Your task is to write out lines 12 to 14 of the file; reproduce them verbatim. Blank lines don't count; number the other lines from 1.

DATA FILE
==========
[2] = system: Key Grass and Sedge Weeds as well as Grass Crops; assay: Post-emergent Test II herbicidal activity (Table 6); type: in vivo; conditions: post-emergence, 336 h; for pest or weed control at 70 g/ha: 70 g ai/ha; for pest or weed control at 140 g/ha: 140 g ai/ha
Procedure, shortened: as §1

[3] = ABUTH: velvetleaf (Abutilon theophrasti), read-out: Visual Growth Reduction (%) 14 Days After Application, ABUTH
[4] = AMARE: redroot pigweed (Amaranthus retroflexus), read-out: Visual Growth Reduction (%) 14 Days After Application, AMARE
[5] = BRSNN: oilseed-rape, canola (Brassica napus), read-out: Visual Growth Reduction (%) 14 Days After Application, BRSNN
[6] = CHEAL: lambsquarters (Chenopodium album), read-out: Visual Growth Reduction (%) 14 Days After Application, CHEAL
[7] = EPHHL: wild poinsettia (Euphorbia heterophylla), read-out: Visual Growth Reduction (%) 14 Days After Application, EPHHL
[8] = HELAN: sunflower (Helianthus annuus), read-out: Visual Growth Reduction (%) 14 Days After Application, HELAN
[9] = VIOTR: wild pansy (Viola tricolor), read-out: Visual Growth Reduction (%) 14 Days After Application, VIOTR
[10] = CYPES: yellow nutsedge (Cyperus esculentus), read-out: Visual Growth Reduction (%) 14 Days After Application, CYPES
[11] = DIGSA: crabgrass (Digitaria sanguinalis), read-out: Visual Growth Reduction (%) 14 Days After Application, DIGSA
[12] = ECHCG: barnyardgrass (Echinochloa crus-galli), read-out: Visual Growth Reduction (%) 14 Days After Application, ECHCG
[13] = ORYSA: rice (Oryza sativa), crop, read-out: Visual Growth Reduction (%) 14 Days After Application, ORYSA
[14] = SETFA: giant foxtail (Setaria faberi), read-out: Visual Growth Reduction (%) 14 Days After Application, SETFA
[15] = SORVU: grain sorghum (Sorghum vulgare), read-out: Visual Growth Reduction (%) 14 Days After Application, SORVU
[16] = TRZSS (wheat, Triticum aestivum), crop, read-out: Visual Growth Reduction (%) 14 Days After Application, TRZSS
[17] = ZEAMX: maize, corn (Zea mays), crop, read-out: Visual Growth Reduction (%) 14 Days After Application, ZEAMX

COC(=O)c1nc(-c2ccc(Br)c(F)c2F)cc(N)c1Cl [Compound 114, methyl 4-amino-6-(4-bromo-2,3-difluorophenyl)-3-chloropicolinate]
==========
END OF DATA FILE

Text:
[12] = ECHCG: barnyardgrass (Echinochloa crus-galli), read-out: Visual Growth Reduction (%) 14 Days After Application, ECHCG
[13] = ORYSA: rice (Oryza sativa), crop, read-out: Visual Growth Reduction (%) 14 Days After Application, ORYSA
[14] = SETFA: giant foxtail (Setaria faberi), read-out: Visual Growth Reduction (%) 14 Days After Application, SETFA